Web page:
Train to Hanyang.

Mini-Review: Kingdom

I have been amiss with my K-drama viewing for more than a year. I simply don’t have the time, energy and attention span for it lately. However, Netflix released its first original Korean series called Kingdom, which is often described as a “medieval Korean zombie movie” or as some put it, “Train to Busan meets Game of Thrones“.

I’ve never seen Game of Thrones – yup, surprise! I’m one of the few – but I have seen Train to Busan and I’m a veteran of K-dramas. The plot seems interesting. And most of all, this series only has six episodes. It should be easy to binge watch on a weekend. I added it to my watchlist right away.

Guess what: it’s not the weekend, and I had planned on popping in just a couple of episodes last night until I fall asleep. I ended up marathoning the entire thing and slept at 2:30 in the morning. :sleep:

Kingdom has all the elements of a classic sageuk (Korean historical drama): the political intrigue, the lies and conspiracies, the power grabbing, the prejudice among classes, the violent resolution to anything. Throw in a horde of zombies in there and literally, all hell breaks loose. It’s brilliant how the screenwriter and director were able to fuse these two plots seamlessly. I even find it hilarious that there’s discrimination among classes even among the undead. Only on sageuk, folks! :lmao: This isn’t just blood and gore and mayhem – don’t worry if you’re watching this for that, though, there’s a lot of that in there, too – it also has a story. A very familiar story to those who have even the slightest knowledge of Korea’s history and culture. I won’t go into too much details so as not to spoil it for others.

Acting wise, the entire cast delivered. Joo Jihoon is simply perfect as the Crown Prince Lee Chan. He’s no stranger to royal characters; remember his breakthrough role of Shin Goon in Goong? But I think Joo Jihoon has improved by leaps and bounds in terms of acting here. Every scene he’s in is believable. Even his moments of PTSD looked painful to me as a viewer, but in a good way.

I think I’ve only seen Ryu Seung Ryeong in movies where he played an evil palace official, and I’m not surprised. He has mastered the art of playing one.

I’m kinda disoriented seeing Bae Doona in a role where she wore a lot of clothes. :hihihi: She has always portrayed strong female characters, but her role here required her to be strong, but with a timid quality of a peasant during the Joseon era. I think she nailed it.

But the best part of Kingdom for me is its production values. The cinematography is just gorgeous. :arrow: Joseon-period Korea looked so beautiful here. The royal costumes looked elegant. I even saw some Tweets noting the hats that the characters wore. You know, fighting zombies in fabulous hats and all that. :lol: There’s authenticity in the costume design. It’s not like in other productions where we see stuff like the clothes still looking immaculate after a fight scene in the mud.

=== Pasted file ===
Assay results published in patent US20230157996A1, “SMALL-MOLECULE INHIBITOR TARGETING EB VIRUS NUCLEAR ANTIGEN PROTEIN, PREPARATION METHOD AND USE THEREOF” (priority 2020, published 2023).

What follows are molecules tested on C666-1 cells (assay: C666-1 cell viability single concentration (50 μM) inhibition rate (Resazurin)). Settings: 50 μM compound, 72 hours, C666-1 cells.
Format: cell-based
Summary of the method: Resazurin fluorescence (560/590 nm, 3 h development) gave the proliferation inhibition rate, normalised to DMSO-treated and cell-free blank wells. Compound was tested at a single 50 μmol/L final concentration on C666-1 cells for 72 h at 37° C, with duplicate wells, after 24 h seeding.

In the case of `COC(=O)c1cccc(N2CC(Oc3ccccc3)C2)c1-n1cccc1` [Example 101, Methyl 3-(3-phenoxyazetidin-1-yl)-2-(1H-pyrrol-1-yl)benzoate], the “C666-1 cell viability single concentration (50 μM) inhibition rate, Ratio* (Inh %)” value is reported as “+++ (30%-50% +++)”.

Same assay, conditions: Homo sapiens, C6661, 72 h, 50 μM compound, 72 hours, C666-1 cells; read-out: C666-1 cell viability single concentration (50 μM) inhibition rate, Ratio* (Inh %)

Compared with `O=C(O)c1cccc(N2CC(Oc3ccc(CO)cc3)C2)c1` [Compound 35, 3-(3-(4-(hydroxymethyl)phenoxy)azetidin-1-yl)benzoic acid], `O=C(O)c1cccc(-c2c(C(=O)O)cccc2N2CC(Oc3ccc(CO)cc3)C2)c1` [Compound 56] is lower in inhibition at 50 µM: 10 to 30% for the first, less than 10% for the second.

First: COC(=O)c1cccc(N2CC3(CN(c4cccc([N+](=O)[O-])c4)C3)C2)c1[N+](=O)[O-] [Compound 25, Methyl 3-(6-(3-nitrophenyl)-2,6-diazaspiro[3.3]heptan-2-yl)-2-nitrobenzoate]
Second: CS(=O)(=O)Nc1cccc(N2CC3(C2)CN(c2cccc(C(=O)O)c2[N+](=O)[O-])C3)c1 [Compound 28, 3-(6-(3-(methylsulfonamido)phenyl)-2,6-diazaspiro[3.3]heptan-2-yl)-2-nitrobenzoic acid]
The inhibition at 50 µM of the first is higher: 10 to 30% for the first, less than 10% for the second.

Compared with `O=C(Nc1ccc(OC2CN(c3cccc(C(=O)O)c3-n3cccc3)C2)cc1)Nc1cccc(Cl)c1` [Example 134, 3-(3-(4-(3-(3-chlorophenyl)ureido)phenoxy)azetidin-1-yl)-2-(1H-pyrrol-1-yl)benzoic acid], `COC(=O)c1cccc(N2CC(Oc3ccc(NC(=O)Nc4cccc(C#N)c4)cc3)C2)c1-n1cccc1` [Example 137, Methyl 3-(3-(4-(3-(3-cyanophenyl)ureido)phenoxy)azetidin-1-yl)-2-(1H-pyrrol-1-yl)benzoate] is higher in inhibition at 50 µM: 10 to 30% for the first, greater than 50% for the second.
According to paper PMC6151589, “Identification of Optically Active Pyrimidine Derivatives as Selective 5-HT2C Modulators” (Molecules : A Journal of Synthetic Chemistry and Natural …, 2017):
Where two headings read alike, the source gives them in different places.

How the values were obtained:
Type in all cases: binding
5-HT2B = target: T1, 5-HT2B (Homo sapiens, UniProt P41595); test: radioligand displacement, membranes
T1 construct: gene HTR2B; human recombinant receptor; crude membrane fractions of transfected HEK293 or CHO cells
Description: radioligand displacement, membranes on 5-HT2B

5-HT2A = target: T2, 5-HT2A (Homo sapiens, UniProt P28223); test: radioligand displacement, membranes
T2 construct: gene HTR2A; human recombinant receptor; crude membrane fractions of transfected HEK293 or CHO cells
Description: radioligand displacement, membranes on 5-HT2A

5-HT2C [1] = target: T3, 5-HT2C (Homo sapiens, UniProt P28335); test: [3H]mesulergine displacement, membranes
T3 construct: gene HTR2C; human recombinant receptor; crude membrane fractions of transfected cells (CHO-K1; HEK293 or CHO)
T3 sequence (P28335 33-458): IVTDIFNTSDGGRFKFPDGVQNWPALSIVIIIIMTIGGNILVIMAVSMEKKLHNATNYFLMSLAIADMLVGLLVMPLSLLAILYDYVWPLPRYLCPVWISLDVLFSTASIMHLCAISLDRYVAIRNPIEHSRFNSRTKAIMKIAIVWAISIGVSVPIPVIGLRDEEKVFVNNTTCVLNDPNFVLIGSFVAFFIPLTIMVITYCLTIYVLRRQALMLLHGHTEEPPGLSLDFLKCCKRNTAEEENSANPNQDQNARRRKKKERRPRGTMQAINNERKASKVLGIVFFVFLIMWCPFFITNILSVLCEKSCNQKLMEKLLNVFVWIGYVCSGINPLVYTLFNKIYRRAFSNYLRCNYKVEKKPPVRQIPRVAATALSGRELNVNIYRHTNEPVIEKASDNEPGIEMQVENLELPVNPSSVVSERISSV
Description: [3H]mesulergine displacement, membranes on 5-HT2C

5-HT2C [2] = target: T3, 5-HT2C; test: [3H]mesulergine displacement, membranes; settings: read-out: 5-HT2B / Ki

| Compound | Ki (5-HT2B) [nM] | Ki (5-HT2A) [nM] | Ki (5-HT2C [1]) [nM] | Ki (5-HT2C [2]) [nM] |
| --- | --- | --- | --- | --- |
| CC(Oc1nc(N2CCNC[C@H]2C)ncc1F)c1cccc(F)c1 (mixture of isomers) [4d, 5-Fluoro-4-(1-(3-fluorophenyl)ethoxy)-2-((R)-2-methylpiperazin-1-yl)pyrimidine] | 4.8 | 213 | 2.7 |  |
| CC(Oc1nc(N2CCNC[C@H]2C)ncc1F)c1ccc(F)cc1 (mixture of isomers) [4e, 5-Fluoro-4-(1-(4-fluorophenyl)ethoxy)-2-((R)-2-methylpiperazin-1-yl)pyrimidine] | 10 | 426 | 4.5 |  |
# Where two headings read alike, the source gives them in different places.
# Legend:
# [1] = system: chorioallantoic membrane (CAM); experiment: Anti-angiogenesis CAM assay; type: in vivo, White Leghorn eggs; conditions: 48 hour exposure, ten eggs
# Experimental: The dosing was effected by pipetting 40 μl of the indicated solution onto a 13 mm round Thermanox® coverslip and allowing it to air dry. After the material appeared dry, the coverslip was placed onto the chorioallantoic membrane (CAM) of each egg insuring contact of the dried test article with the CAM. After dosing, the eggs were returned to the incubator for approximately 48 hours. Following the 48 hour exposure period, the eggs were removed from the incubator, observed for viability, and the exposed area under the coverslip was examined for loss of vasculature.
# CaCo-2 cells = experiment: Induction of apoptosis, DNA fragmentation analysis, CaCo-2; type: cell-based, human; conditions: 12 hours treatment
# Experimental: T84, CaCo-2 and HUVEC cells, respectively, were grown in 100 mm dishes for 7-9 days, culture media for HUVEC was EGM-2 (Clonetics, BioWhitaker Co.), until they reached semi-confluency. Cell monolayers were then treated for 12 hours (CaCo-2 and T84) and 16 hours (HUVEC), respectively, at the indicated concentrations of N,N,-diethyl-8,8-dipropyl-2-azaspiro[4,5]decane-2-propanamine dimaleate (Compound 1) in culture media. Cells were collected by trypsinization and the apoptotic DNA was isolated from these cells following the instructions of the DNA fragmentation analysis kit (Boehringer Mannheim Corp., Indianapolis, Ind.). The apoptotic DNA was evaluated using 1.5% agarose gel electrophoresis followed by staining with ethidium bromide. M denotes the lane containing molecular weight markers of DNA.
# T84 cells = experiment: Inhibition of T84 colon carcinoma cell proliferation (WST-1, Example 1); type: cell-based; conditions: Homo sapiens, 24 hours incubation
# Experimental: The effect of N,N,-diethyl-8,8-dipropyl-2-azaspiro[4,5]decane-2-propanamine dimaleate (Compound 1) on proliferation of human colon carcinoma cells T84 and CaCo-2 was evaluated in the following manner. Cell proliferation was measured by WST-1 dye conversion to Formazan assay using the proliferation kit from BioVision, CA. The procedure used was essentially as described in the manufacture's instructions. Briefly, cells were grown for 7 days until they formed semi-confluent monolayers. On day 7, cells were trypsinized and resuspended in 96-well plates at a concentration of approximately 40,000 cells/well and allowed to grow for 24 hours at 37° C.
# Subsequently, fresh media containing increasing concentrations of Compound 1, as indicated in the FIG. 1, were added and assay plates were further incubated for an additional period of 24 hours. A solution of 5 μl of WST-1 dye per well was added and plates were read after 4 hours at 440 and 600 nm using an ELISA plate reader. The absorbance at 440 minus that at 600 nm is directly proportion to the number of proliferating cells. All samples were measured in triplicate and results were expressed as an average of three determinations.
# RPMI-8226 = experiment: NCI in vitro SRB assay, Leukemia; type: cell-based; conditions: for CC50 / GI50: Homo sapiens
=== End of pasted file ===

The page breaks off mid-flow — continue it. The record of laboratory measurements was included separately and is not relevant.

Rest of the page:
Most of all, I was fascinated at how the director choreographed, framed and shot all the zombie swarm scenes. The exciting chase scenes gave the adrenaline rush, but nothing beats those quiet attacks that are both eerie and haunting at the same time. You’ll find yourself staring at the screen no matter how squeamish you are at all that blood and gore.

As for the story and screenplay: viewers who are not so familiar with Korean period dramas might find the slow-burning presentation of the plot and characters a bit too lengthy. I mean, we won’t see actual zombies until the end of episode 1. But as I’ve said, the story is essential to this zombie series and it wouldn’t hurt to learn more about how things became what they are. What I love about Kingdom is, it knew exactly how to make its audience thirst for more. It will leave you wishing that it had 20 more episodes. Or at least, a Season 2 that’s just right around the corner.

(Image credits: Netflix)

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In memoriam.

Quite a number of well-known personalities have passed on since the beginning of 2019. Three of them have etched a mark to my life as a fangirl.

In a shocking development, Razorback drummer Brian Velasco took his own life on January 16, 2019. I have fond memories of Brian way back my bandstalker days from 2001 to 2005. As a regular of gigs during that era, I’ve rubbed elbows with Brian and the rest of Razorback practically on a regular basis. I’ve shared beers with some of their members until the wee hours of the morning. Looking back, it was Razorback who first believed in my skills as a photographer. I was just a beginner back then, taking photos of not just The Dawn but any band that took the stage in the gigs and events I went to. Kevin of Razorback loved the idea of having someone documenting their gigs the way I did for The Dawn. It came to a point when he would text me their gig schedule just so I could come and document it for them through my photos. This is why I was able to amass a number of pics of Razorback and their side bands – and naturally, Brian – throughout my stint as a band stalker, some of which I immortalized on the internet through this post that I made in February 2006 specifically about Brian Velasco.